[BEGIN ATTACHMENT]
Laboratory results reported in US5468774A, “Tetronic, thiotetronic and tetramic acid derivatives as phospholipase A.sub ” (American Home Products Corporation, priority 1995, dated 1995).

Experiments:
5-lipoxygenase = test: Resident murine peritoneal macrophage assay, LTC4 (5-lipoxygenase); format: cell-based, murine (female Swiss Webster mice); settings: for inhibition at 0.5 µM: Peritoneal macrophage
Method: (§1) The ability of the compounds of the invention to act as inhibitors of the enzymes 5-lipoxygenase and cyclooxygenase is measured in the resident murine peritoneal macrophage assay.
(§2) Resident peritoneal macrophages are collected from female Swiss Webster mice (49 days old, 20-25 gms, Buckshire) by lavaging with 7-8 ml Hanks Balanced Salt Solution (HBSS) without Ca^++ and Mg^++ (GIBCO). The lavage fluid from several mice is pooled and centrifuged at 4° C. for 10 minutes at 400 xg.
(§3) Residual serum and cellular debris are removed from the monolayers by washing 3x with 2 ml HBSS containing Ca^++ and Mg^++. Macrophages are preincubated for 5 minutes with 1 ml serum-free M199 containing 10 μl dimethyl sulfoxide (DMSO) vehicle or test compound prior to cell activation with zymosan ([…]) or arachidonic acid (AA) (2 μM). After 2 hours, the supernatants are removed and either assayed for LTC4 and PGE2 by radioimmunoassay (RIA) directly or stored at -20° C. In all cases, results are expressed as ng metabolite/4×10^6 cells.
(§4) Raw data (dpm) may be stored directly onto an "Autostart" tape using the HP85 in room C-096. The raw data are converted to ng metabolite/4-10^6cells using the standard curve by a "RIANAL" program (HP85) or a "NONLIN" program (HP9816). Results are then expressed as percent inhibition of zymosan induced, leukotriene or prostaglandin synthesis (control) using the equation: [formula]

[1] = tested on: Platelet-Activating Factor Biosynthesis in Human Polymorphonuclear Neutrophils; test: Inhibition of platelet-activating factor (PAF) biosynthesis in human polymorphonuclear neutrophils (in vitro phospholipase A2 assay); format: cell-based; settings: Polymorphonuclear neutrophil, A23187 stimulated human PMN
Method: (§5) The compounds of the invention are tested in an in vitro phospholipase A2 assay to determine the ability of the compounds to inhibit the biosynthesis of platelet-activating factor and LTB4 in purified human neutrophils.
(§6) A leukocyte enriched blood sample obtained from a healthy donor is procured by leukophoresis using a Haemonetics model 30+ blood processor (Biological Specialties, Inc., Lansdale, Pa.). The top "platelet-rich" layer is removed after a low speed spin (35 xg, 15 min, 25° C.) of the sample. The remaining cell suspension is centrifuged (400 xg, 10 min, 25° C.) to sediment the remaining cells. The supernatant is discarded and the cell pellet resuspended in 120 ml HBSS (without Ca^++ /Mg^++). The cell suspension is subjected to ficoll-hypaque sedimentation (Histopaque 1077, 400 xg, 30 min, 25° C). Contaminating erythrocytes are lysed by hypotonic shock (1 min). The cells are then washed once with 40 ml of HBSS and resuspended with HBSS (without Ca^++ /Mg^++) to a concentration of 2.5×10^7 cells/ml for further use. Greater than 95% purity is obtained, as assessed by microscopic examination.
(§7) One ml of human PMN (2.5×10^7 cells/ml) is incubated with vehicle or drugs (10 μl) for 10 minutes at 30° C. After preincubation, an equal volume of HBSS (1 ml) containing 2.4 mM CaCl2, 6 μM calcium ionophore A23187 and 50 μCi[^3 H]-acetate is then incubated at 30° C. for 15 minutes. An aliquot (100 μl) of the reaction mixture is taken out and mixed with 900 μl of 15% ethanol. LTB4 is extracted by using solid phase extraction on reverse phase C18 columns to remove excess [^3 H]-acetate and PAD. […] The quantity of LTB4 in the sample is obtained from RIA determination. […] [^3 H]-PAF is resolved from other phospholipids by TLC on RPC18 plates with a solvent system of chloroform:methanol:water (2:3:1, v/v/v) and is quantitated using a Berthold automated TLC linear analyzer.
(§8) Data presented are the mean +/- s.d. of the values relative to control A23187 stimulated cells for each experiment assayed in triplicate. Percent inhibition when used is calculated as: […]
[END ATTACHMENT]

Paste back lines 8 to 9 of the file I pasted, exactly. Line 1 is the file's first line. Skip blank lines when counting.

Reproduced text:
[1] = tested on: Platelet-Activating Factor Biosynthesis in Human Polymorphonuclear Neutrophils; test: Inhibition of platelet-activating factor (PAF) biosynthesis in human polymorphonuclear neutrophils (in vitro phospholipase A2 assay); format: cell-based; settings: Polymorphonuclear neutrophil, A23187 stimulated human PMN
Method: (§5) The compounds of the invention are tested in an in vitro phospholipase A2 assay to determine the ability of the compounds to inhibit the biosynthesis of platelet-activating factor and LTB4 in purified human neutrophils.